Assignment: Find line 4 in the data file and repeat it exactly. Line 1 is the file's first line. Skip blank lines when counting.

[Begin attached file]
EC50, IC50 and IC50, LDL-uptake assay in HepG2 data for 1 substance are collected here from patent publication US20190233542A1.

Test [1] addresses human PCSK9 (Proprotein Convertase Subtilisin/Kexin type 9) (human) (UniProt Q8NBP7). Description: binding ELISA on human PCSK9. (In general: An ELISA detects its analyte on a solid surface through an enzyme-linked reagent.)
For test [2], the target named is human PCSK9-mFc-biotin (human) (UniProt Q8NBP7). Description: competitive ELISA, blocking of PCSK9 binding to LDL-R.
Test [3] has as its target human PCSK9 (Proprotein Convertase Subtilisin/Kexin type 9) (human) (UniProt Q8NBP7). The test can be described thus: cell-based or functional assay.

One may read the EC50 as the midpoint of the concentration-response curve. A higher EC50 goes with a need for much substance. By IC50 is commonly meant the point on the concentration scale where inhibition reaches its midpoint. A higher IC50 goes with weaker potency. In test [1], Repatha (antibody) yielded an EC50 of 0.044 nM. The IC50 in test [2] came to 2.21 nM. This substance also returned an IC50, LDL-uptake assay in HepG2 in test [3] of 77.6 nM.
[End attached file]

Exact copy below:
Test [3] has as its target human PCSK9 (Proprotein Convertase Subtilisin/Kexin type 9) (human) (UniProt Q8NBP7). The test can be described thus: cell-based or functional assay.